Salazar warns of public ‘backlash’ against gas fracking

“So we are engaged today ... in a conversation with industry and with others about the disclosure of hydraulic fluids that are being injected into the underground, and I will say that very responsible, very reputable and very big companies in this country themselves favor disclosure, and are disclosing the chemicals that they are using,” he added.

But he wouldn’t say whether Interior will move ahead with a rule to compel disclosure. “We are looking at it,” Salazar said, noting “active conversations” with the industry and others.

Fracking involves high-pressure injections of chemicals, water and sand to break apart rock formations and enable trapped gas to flow.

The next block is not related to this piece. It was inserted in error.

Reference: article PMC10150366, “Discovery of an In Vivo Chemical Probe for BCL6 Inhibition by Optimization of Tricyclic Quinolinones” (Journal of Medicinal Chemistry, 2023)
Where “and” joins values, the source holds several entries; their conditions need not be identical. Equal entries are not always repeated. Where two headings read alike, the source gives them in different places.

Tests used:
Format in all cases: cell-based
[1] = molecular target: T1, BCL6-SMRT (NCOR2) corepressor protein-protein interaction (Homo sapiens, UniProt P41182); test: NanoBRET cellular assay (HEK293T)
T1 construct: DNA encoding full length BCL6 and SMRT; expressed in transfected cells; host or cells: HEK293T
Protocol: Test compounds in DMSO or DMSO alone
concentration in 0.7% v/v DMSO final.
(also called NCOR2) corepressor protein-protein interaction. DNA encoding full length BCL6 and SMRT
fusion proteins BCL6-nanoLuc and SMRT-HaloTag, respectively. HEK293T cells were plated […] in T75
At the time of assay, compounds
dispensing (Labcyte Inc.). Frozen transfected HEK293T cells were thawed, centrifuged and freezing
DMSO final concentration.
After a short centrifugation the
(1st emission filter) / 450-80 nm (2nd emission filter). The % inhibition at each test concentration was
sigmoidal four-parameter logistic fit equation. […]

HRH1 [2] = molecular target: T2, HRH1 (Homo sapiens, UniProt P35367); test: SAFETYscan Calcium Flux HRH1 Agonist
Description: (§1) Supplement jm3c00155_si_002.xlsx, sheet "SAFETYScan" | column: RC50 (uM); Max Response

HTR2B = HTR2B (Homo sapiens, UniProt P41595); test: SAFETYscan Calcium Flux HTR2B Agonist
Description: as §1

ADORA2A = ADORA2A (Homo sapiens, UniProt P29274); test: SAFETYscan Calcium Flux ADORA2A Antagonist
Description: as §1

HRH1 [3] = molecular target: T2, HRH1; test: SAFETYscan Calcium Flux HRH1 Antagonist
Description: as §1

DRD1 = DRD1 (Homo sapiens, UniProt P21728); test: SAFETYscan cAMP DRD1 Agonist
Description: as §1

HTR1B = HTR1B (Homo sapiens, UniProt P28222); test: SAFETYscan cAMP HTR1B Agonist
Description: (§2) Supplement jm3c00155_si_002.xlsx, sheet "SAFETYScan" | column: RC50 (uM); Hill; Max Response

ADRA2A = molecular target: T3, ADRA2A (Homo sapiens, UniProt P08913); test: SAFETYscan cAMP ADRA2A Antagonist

The technique has helped enable a boom in development of gas from shale rock formations in a number of states. But the boom is also creating fears — which the industry calls overblown — about contamination of water supplies.

Several Democrats are calling for tighter EPA scrutiny, especially in the wake of a major New York Times investigative story on discharge of wastewater that contains chemical and radioactive elements into rivers that supply drinking water.

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